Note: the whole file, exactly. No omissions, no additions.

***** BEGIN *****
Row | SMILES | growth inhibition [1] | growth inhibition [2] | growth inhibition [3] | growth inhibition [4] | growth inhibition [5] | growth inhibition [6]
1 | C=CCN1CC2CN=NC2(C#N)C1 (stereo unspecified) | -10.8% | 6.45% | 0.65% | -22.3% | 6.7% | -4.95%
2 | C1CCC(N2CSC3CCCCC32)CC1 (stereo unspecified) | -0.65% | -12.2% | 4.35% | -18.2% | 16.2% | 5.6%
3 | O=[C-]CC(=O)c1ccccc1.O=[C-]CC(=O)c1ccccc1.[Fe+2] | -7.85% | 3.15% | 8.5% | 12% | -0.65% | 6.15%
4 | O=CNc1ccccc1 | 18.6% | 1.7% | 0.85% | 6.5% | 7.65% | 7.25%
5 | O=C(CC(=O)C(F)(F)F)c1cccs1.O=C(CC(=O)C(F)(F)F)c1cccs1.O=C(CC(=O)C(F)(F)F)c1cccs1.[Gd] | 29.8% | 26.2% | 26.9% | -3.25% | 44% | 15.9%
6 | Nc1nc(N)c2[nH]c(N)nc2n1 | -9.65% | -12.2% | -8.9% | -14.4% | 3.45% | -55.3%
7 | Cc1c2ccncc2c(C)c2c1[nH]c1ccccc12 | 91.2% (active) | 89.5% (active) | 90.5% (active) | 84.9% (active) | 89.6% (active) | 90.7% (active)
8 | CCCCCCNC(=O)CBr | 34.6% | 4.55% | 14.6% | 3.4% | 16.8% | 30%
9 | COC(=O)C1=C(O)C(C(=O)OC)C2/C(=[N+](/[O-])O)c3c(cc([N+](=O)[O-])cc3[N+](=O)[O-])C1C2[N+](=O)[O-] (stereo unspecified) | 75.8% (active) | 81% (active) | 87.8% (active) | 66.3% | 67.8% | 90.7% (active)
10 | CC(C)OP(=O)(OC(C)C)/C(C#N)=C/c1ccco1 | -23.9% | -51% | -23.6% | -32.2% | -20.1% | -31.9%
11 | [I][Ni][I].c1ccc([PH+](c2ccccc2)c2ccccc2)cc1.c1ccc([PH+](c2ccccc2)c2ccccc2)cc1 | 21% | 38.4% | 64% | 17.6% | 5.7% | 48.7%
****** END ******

Row | SMILES | growth inhibition [1] | growth inhibition [2] | growth inhibition [3] | growth inhibition [4] | growth inhibition [5] | growth inhibition [6]
1 | C=CCN1CC2CN=NC2(C#N)C1 (stereo unspecified) | -10.8% | 6.45% | 0.65% | -22.3% | 6.7% | -4.95%
2 | C1CCC(N2CSC3CCCCC32)CC1 (stereo unspecified) | -0.65% | -12.2% | 4.35% | -18.2% | 16.2% | 5.6%
3 | O=[C-]CC(=O)c1ccccc1.O=[C-]CC(=O)c1ccccc1.[Fe+2] | -7.85% | 3.15% | 8.5% | 12% | -0.65% | 6.15%
4 | O=CNc1ccccc1 | 18.6% | 1.7% | 0.85% | 6.5% | 7.65% | 7.25%
5 | O=C(CC(=O)C(F)(F)F)c1cccs1.O=C(CC(=O)C(F)(F)F)c1cccs1.O=C(CC(=O)C(F)(F)F)c1cccs1.[Gd] | 29.8% | 26.2% | 26.9% | -3.25% | 44% | 15.9%
6 | Nc1nc(N)c2[nH]c(N)nc2n1 | -9.65% | -12.2% | -8.9% | -14.4% | 3.45% | -55.3%
7 | Cc1c2ccncc2c(C)c2c1[nH]c1ccccc12 | 91.2% (active) | 89.5% (active) | 90.5% (active) | 84.9% (active) | 89.6% (active) | 90.7% (active)
8 | CCCCCCNC(=O)CBr | 34.6% | 4.55% | 14.6% | 3.4% | 16.8% | 30%
9 | COC(=O)C1=C(O)C(C(=O)OC)C2/C(=[N+](/[O-])O)c3c(cc([N+](=O)[O-])cc3[N+](=O)[O-])C1C2[N+](=O)[O-] (stereo unspecified) | 75.8% (active) | 81% (active) | 87.8% (active) | 66.3% | 67.8% | 90.7% (active)
10 | CC(C)OP(=O)(OC(C)C)/C(C#N)=C/c1ccco1 | -23.9% | -51% | -23.6% | -32.2% | -20.1% | -31.9%
11 | [I][Ni][I].c1ccc([PH+](c2ccccc2)c2ccccc2)cc1.c1ccc([PH+](c2ccccc2)c2ccccc2)cc1 | 21% | 38.4% | 64% | 17.6% | 5.7% | 48.7%